What is the best location for a hospital? Where should new roads be built? Caroline Gevaert hopes to answer these questions by using drone images and 3D models. The ultimate goal: a better life in the slums of Africa, South America and Asia.
The value of satellite images became clear to Gevaert when she was involved in a water management project in Bolivia in 2014. The images helped to get local residents onboard for a water management plan that aimed to prevent flooding. “That experience sparked my interest in GIS (Geo-Information Science), and after that, I wanted to know more about it. I found out that in the tropics satellite images were not always available for free, also because it is usually cloudy there. That is very frustrating for researchers. Drones can solve the problem, because they are able to map even the hard-to-reach areas like slums.”
Drone images are crucial to improving life in slums, Gevaert believes. “We know virtually nothing about slums because they are built so informally. There’s no planning, they’re difficult to enter, and when you are in the area it's hard to find your way. Drones bring out a lot of information. Each pixel of a drone image represents 4 centimetres on the ground. You can literally see the laundry hanging behind a house or the fences in the garden.”
During her research in Kigali, Rwanda, Gevaert also studied the use of algorithms and artificial intelligence for automatic mapping. In so doing, buildings, trees, streets, and objects can be identified faster and better. This information helps city planners design new infrastructure and involve residents in the process. Gevaert: “They can discuss together how and where facilities can best be realized. Better communication ensures greater support for the plans.”
The authorities in Kigali are currently using drone images and the accompanying 3D models to build new infrastructure (roads, water, electricity) in the slums of the capital. The improvements should ensure that these parts of the city are more easily accessible for ambulances or garbage trucks, for example.
The Veni grant awarded in 2020 enables Gevaert to do more research on better algorithms and artificial intelligence in interpreting geo-information (drone images) in developing countries. “It can be of great importance for sustainable development. Social services and emergency response for example depend on the number of people living there, the buildings and the infrastructure. In slums it's hard to make a reliable estimation because algorithms are based on data from Europe or America. I hope that policymakers in developing countries can make better decisions in future, thanks to better use of artificial intelligence and more accurate information."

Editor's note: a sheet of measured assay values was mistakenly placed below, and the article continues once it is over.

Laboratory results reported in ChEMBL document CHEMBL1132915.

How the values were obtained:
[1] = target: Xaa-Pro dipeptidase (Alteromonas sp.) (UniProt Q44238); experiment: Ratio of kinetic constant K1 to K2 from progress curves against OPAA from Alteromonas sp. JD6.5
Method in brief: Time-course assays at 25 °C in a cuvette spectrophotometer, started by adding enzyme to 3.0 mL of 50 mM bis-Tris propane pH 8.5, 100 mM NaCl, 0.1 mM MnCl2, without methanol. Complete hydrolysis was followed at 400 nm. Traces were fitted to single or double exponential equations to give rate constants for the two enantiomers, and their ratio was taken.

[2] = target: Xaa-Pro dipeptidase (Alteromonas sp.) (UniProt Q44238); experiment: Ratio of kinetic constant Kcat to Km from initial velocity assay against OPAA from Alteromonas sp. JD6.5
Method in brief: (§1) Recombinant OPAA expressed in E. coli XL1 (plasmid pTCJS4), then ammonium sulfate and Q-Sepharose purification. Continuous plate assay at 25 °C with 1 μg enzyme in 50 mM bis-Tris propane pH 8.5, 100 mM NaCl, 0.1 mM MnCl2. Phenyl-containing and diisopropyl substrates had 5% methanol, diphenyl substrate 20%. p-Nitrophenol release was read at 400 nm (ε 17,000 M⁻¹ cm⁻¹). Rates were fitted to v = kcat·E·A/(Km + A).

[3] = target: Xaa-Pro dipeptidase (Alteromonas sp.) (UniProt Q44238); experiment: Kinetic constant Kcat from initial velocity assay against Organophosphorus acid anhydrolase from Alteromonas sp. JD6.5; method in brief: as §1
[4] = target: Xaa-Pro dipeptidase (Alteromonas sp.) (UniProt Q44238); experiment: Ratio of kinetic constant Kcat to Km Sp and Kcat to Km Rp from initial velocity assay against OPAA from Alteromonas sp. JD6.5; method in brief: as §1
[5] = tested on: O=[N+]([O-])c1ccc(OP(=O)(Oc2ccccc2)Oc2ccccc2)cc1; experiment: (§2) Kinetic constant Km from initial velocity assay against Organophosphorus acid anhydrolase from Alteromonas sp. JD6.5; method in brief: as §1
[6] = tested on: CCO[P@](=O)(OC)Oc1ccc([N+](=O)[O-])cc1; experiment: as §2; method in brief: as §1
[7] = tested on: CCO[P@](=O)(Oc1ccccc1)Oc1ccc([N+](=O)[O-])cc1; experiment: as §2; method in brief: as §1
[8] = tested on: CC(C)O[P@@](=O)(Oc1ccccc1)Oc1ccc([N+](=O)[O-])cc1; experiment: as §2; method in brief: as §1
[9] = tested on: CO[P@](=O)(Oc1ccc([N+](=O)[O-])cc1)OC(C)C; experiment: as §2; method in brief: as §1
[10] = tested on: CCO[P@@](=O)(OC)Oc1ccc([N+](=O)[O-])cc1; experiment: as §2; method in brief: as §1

Although her VENI research requires a lot of attention, Caroline Gevaert likes to make time for supervising students. “The nice thing about that is that there are so many different aspects involved. It's about the technical side: what does a thesis need? But the academic skills are also important, such as critical thinking and literature research. Perhaps the most enjoyable is the personal aspect. Every student is different, especially with so many different cultures like ITC has. It might be an advantage that I have lived and worked in many different countries myself. The question is always: how can I guide a student optimally for the best result? Sometimes I must put the brakes on, at other times someone needs encouragement. It's great to see how a student develops."
Caroline Gevaert (1989) was born in the United States, studied International Land and Water Management at Wageningen University, worked in Bolivia, and earned her two master’s degrees in Spain (Remote Sensing) and Sweden (Geo-Information Science). The international experience brought her to the Faculty of Geo-Information Science and Earth Observations (ITC) in 2014.
Gevaert did her PhD research on the use of drone imagery and artificial intelligence for slums in Africa. She received the NCG J.M. Tienstra Research Prize for the best PhD in Geoinformatics in the Netherlands. She is assistant professor in the Department of Earth Observation Science in the ITC Faculty. She has been awarded a VENI grant of 250,000 euros for research on responsible and practical artificial intelligence with geodata in slums. Gevaert is also a GIS consultant for World Bank projects. In 2021, she was selected for the New Scientist top 15 Science Talents of Belgium and the Netherlands.
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